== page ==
MQ-25, H-1 Test Next-Gen Satellite Communications

The MQ-25 Stingray team is testing the unmanned air system's software and hardware capabilities in labs at both Patuxent River and Webster Outlying Field in Maryland. (Image: U.S. Navy)

The Marine Corps' UH-1Y helicopter completed an initial flight to test the data transmission of the new Mobile User Objective System (MUOS) Satellite Communications (SATCOM) capability for MQ-25 Stingray April 26 at Pax River.

The team at both the Dedicated Unmanned Carrier Aviation (UCA) Development Environment (DUDE) lab at Webster Outlying Field in St. Inigoes, Maryland, and the Communications Systems Integration Laboratory (CSIL) at Pax River transmitted data utilizing unique test equipment to the UH-1Y during flight, proving MUOS connectivity, resilience, and viability using a maneuvering aircraft.

“This type of testing is a way to show how two very different programs can team up and develop capabilities together,” said Capt. Daniel Fucito, Unmanned Carrier Aviation (PMA-268) program manager.

MUOS is a communications satellite system that provides global connectivity to military networks. The next generation of this system works much faster and has additional payloads that support new waveform capabilities and compatibility with the legacy UHF satellite communications systems.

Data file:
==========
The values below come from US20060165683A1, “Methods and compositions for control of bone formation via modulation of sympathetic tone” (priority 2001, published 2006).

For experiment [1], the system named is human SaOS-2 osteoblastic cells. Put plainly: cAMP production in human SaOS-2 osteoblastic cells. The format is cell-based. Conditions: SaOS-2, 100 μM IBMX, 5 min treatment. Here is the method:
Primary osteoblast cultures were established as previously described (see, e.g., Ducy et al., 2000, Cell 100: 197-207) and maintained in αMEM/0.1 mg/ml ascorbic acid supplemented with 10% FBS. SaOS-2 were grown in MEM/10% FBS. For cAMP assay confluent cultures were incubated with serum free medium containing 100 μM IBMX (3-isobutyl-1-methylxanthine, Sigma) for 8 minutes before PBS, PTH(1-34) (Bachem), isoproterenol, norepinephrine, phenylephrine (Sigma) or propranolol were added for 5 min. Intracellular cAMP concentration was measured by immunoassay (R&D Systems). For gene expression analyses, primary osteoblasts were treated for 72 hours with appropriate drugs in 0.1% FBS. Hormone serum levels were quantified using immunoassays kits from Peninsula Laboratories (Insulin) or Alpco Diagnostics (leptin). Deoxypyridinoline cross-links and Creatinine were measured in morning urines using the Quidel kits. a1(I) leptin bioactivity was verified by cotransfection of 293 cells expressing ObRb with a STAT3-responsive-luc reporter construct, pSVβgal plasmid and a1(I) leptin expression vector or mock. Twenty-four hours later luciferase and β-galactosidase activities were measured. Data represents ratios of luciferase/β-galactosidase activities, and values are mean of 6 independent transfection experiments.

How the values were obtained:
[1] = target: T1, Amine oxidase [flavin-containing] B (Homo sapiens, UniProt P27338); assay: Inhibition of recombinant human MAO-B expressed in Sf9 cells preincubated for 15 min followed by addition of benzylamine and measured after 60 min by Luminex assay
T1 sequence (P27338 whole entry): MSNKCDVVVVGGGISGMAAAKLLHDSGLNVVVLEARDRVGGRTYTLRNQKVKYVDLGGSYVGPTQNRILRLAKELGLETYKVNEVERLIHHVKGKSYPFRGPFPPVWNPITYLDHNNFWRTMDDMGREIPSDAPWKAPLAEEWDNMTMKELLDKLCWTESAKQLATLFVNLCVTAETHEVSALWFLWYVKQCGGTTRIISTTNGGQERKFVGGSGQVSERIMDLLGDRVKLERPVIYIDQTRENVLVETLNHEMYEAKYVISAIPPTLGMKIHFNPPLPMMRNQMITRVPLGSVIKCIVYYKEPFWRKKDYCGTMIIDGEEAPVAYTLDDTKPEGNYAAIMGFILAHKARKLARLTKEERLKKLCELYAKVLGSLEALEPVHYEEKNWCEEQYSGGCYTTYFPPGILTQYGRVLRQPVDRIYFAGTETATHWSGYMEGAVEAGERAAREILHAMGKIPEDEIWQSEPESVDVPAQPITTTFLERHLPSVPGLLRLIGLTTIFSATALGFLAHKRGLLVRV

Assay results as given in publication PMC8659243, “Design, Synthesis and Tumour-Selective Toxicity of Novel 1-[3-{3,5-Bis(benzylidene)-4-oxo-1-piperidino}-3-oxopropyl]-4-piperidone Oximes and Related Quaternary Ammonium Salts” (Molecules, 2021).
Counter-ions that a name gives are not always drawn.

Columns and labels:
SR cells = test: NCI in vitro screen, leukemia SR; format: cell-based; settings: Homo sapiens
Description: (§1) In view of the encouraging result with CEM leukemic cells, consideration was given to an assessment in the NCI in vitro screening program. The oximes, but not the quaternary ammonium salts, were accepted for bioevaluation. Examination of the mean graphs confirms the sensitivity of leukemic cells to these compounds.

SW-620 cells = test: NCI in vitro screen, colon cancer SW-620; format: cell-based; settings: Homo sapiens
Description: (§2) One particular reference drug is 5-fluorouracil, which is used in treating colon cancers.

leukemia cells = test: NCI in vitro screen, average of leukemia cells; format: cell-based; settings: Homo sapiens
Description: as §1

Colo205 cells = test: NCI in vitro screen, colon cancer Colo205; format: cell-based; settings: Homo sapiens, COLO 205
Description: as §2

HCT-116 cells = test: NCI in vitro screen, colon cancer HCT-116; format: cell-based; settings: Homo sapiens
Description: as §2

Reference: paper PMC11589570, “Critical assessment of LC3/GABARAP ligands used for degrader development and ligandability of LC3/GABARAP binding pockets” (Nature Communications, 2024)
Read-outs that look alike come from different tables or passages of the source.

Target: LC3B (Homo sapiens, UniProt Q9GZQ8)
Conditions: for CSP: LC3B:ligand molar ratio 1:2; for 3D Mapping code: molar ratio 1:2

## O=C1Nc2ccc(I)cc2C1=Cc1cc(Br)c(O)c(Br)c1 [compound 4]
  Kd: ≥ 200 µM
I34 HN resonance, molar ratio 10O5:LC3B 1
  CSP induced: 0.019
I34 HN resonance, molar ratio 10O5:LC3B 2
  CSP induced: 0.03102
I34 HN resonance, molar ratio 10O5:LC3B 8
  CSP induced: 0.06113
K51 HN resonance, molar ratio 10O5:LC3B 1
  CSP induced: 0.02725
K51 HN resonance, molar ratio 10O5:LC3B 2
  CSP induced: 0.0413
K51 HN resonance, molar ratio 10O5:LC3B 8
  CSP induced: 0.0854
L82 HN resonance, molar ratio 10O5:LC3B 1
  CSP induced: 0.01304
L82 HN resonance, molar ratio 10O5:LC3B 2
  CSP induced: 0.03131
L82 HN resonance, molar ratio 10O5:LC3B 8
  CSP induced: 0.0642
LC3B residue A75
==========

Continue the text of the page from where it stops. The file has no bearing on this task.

“Testing MUOS with H-1 will facilitate the MQ-25 test infrastructure development and ensure MUOS connectivity configuration,” said Ray Belcher, MQ-25 Integrated Test Team communications lead. “It also provides an opportunity for the PMA-268 program team to observe MUOS flight characteristics."

The MQ-25 Stingray will be the world’s first operational, carrier-based unmanned aircraft that will provide aerial refueling as well as intelligence, surveillance and reconnaissance (ISR) capabilities that will enhance the carrier air wing and carrier strike group.